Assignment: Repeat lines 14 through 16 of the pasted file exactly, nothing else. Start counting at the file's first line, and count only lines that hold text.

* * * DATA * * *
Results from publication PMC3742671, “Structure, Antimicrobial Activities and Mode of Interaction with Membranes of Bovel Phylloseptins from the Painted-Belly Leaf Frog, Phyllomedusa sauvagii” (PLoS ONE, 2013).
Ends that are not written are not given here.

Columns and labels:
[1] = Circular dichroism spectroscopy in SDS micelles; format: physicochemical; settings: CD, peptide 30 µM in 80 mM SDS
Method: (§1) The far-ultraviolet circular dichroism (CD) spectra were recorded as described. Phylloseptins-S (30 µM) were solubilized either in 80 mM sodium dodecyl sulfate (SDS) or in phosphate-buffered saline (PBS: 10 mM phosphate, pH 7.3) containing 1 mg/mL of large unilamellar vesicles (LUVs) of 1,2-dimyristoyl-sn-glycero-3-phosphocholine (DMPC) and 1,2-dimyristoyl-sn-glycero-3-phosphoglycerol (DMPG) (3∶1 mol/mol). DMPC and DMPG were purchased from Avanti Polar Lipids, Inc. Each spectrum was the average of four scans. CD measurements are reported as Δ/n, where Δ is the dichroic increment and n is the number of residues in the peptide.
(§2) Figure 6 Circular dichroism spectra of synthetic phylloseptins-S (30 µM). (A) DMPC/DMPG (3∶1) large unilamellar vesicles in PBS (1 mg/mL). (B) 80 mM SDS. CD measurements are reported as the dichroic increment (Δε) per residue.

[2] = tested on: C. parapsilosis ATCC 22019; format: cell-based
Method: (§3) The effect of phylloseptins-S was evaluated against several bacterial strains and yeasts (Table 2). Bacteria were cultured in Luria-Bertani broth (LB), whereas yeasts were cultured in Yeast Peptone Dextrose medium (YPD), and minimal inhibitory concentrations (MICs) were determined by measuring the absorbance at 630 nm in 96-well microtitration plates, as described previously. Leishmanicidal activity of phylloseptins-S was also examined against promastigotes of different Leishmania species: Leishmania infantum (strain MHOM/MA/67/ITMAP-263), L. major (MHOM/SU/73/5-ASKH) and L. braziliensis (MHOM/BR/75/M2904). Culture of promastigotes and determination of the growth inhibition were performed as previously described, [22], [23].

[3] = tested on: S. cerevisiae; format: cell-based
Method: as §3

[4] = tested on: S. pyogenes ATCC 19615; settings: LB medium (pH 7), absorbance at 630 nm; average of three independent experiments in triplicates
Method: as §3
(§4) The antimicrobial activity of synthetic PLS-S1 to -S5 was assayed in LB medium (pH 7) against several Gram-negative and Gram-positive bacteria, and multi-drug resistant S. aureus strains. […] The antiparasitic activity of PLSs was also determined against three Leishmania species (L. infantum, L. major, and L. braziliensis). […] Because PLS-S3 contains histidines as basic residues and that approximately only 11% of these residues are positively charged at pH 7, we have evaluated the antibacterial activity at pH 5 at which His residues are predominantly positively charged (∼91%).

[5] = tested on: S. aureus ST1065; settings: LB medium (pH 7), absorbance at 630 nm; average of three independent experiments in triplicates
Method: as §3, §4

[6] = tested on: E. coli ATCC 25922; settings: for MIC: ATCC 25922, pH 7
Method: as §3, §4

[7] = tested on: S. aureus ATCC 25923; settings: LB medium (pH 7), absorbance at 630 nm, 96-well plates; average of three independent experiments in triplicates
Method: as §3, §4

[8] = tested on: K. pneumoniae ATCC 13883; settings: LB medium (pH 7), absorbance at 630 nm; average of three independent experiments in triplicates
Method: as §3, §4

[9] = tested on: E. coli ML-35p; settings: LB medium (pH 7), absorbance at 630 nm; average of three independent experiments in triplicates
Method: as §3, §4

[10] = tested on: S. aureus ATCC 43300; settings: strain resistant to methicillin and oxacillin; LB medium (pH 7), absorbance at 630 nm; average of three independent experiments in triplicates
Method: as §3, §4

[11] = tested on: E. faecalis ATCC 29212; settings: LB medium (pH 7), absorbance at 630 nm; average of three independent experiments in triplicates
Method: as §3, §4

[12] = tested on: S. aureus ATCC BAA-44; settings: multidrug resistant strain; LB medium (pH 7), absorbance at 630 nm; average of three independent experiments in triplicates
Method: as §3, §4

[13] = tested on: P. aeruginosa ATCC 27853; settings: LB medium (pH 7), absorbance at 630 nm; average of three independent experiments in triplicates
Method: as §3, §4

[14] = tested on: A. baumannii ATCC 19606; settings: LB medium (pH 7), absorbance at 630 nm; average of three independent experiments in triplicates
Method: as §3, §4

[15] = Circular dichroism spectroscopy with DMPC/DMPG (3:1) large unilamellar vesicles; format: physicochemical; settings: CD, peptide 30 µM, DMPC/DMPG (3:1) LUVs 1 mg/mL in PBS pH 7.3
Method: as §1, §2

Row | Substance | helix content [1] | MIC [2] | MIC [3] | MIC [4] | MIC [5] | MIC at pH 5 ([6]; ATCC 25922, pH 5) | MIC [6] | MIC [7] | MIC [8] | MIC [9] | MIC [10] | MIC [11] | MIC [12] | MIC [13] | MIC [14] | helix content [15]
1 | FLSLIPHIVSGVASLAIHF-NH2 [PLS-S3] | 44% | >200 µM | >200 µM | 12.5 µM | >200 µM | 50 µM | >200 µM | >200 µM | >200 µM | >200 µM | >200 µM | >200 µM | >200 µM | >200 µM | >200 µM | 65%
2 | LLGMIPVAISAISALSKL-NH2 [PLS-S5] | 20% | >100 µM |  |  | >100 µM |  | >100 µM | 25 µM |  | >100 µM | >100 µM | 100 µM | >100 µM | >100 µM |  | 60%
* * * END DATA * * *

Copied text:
[5] = tested on: S. aureus ST1065; settings: LB medium (pH 7), absorbance at 630 nm; average of three independent experiments in triplicates
Method: as §3, §4

[6] = tested on: E. coli ATCC 25922; settings: for MIC: ATCC 25922, pH 7